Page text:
Fifty-one years ago, in 1970, a Japanese roboticist named Masahiro Mori came up with the concept of the “Uncanny Valley”. Around the same time, architectural renderings done using analog methods were still in vogue – collages and photomontages used to get ideas across to clients. A decade later, personal computers came along, and that saw the emergence of CAD and the wider adoption of digital rendering. Today’s architectural renderings are almost imperceptible from reality, with the increase in sophistication of rendering sofware. We struggle to tell the difference between what is a rendering and what is not – or rather we are able to tell a slight difference and it leaves us slightly uncomfortable, which brings us to Mori’s uncanny valley.
Post-Digital: The Latest Architecture and News
"Post-Digital" Drawing Valorizes the Ordinary and Renders it to Look Like the Past
This article was originally published by Metropolis Magazine as "Can’t Be Bothered: The Chic Indifference of Post-Digital Drawing."
In architectural circles, the appellation “post-digital” has come to mean many things to many people. Some have used it as a shorthand descriptor for the trendy style of rendering that has become popular among students and, increasingly, architectural offices. Others have used it to describe a more profound shift in architectural production that is at once inoculated against the novelty of digital technique and attuned to the sheer ubiquity of “the digital” in contemporary life.
Forget "Post-Digital": Why Technological Innovation in Architecture is Only Just Getting Started
This article was originally published by Metropolis Magazine as "The Post-Digital Will Be Even More Digital, Says Mario Carpo."
Book presentations, or book launches, are holdovers from ages long past. One could argue that the same applies to books in print themselves; but we still read and write books, never mind in which shape and form, while I do not see many reasons to keep presenting them in brick-and-mortar bookshops, or similar venues. Friends in the publishing industry tell me that a single tweet, or a successful hashtag on Instagram, can sell more copies than a book launch—and at a lesser cost, for sure. Besides, one of the most baffling aspects of book launches is that, traditionally—and I remember this was already the case when I was a student—a significant fraction of the public in attendance tends to be viscerally and vocally hostile to the topic of the book being presented. Why would readers who dislike a book as a plain matter of principle take the time to read it in full then vent their anger at its author, I cannot tell; but this is to say that having published a book last fall titled The Second Digital Turn: Design Beyond Intelligence, I had plenty of opportunities, in the course of the last few months, to glean a vast repertoire of technophobic commonplaces. Chiefly noted among them, due to its sheer outlandishness, was the objection that digital innovation would by now have fully run its course: having adapted to, and adopted, some new tools and technologies, architects would have moved on, free at last to get back to things that really matter to them (whatever they might be).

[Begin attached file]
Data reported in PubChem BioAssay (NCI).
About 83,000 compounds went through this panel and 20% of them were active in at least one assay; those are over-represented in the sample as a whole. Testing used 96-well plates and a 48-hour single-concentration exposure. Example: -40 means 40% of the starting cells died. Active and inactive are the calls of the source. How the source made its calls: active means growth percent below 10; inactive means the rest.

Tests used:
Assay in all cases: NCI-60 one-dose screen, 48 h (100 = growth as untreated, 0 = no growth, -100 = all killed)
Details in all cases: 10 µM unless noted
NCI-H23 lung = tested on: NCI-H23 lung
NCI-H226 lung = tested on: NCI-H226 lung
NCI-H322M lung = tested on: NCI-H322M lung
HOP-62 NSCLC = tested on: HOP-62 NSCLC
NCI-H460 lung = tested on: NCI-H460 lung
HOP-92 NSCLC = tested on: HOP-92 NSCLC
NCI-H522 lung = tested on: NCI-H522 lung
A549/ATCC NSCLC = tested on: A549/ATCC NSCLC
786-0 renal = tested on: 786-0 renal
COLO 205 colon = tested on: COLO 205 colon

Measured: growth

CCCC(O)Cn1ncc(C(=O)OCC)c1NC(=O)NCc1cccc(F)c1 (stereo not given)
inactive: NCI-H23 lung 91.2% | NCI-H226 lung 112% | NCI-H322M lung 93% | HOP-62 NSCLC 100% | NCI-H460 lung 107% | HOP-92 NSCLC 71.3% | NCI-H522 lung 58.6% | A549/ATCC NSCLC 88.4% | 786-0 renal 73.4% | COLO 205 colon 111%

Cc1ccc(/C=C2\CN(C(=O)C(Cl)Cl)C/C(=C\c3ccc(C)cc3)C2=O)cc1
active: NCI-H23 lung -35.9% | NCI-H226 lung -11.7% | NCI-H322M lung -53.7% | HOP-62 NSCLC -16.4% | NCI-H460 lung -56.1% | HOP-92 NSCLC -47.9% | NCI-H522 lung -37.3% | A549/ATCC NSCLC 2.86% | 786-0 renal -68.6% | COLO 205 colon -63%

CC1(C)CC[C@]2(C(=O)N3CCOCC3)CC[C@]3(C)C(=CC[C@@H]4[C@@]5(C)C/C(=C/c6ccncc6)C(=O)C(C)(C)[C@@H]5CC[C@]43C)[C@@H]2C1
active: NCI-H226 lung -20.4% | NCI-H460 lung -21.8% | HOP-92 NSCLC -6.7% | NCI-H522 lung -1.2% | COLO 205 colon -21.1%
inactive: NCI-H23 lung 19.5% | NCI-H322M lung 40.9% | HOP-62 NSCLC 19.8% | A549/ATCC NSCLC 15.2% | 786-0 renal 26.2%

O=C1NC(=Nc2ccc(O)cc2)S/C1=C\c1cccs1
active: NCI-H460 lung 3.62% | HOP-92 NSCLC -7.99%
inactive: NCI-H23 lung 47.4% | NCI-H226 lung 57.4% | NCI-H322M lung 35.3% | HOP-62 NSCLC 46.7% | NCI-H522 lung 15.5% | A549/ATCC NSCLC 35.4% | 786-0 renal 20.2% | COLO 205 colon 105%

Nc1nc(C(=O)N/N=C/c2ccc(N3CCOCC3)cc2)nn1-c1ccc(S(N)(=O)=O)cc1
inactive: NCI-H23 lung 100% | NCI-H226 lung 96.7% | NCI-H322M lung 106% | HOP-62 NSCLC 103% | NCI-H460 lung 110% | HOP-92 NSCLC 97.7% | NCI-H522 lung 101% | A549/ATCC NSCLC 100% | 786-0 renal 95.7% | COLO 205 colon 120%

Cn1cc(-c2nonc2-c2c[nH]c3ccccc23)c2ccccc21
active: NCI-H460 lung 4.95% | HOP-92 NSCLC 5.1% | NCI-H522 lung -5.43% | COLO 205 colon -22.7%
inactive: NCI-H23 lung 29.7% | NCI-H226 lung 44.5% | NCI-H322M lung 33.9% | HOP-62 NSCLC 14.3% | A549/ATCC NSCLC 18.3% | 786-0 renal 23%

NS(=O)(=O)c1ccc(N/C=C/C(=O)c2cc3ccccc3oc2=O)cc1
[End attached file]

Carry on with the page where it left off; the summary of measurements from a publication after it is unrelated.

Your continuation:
The 9 Architecture Topics You Need To Know About in 2018
2017 is in the past. Nevertheless, the year has left us a series of lessons, new wisdom and better tools to help us face the challenges of 2018. What surprises will this year bring us?
We asked our editors at Plataforma Arquitectura (ArchDaily's Spanish arm) to make predictions based on what they've learnt in 2017, and to share with readers the topics they expect to be in the limelight in 2018.
Spruce Up Your "Post-Digital" Drawings With These Free, Artistic PNG Cutouts
Despite the insistence of some, vinyl records haven’t undergone a resurgence because of their supposed superior sound quality. Instead, the impractical medium remains cherished for its quirk and ambiguity. As of late, the collage has made a has made a comeback as a representational strategy for the very same reason, sparking a recent debate around the potential emergence of "post-digital drawing."
Intentionally fantastical compilations empower architects to create clear narratives to supplement their work. In response to this growing popularity, a number of websites have popped up to bolster the trend. Image hosting hub ARTCUTOUT is a curated collection of meticulously detailed, public domain .PNGs nabbed from works of art that were “mostly created several centuries ago by European painters and cartographers.” Serving as a something akin to a “post-digital” version of famed render hub SKALGUBBAR, ARTCUTOUT has the potential to be a go-to resource for the next wave of designers.